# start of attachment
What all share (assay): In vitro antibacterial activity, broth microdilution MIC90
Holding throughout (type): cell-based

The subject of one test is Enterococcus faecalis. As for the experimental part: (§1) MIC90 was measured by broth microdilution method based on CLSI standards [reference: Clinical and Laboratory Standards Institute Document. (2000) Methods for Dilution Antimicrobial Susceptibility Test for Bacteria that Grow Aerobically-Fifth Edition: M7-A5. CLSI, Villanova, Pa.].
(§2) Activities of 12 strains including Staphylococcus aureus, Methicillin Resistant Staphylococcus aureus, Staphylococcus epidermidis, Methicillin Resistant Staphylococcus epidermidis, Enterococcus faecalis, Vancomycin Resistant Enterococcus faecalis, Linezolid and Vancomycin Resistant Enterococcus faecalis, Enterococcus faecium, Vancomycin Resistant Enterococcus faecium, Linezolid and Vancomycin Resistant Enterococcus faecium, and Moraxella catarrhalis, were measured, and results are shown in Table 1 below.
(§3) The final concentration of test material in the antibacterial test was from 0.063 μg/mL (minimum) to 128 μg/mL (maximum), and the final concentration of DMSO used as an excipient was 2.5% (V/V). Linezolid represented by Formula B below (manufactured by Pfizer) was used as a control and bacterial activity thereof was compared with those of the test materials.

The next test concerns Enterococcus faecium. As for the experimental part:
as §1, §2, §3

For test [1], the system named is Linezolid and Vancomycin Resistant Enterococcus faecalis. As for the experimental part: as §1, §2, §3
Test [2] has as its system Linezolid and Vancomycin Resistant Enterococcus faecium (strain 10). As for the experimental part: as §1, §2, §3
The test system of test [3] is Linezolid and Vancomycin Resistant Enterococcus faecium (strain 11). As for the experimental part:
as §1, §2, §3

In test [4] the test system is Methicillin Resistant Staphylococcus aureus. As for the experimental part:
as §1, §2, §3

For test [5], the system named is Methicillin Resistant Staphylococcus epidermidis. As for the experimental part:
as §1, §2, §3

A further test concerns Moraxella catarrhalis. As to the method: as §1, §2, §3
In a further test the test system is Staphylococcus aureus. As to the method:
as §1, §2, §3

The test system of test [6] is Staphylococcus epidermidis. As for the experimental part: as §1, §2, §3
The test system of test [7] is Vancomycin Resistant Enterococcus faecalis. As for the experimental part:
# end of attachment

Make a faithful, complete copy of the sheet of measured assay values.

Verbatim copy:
What all share (assay): In vitro antibacterial activity, broth microdilution MIC90
Holding throughout (type): cell-based

The subject of one test is Enterococcus faecalis. As for the experimental part: (§1) MIC90 was measured by broth microdilution method based on CLSI standards [reference: Clinical and Laboratory Standards Institute Document. (2000) Methods for Dilution Antimicrobial Susceptibility Test for Bacteria that Grow Aerobically-Fifth Edition: M7-A5. CLSI, Villanova, Pa.].
(§2) Activities of 12 strains including Staphylococcus aureus, Methicillin Resistant Staphylococcus aureus, Staphylococcus epidermidis, Methicillin Resistant Staphylococcus epidermidis, Enterococcus faecalis, Vancomycin Resistant Enterococcus faecalis, Linezolid and Vancomycin Resistant Enterococcus faecalis, Enterococcus faecium, Vancomycin Resistant Enterococcus faecium, Linezolid and Vancomycin Resistant Enterococcus faecium, and Moraxella catarrhalis, were measured, and results are shown in Table 1 below.
(§3) The final concentration of test material in the antibacterial test was from 0.063 μg/mL (minimum) to 128 μg/mL (maximum), and the final concentration of DMSO used as an excipient was 2.5% (V/V). Linezolid represented by Formula B below (manufactured by Pfizer) was used as a control and bacterial activity thereof was compared with those of the test materials.

The next test concerns Enterococcus faecium. As for the experimental part:
as §1, §2, §3

For test [1], the system named is Linezolid and Vancomycin Resistant Enterococcus faecalis. As for the experimental part: as §1, §2, §3
Test [2] has as its system Linezolid and Vancomycin Resistant Enterococcus faecium (strain 10). As for the experimental part: as §1, §2, §3
The test system of test [3] is Linezolid and Vancomycin Resistant Enterococcus faecium (strain 11). As for the experimental part:
as §1, §2, §3

In test [4] the test system is Methicillin Resistant Staphylococcus aureus. As for the experimental part:
as §1, §2, §3

For test [5], the system named is Methicillin Resistant Staphylococcus epidermidis. As for the experimental part:
as §1, §2, §3

A further test concerns Moraxella catarrhalis. As to the method: as §1, §2, §3
In a further test the test system is Staphylococcus aureus. As to the method:
as §1, §2, §3

The test system of test [6] is Staphylococcus epidermidis. As for the experimental part: as §1, §2, §3
The test system of test [7] is Vancomycin Resistant Enterococcus faecalis. As for the experimental part: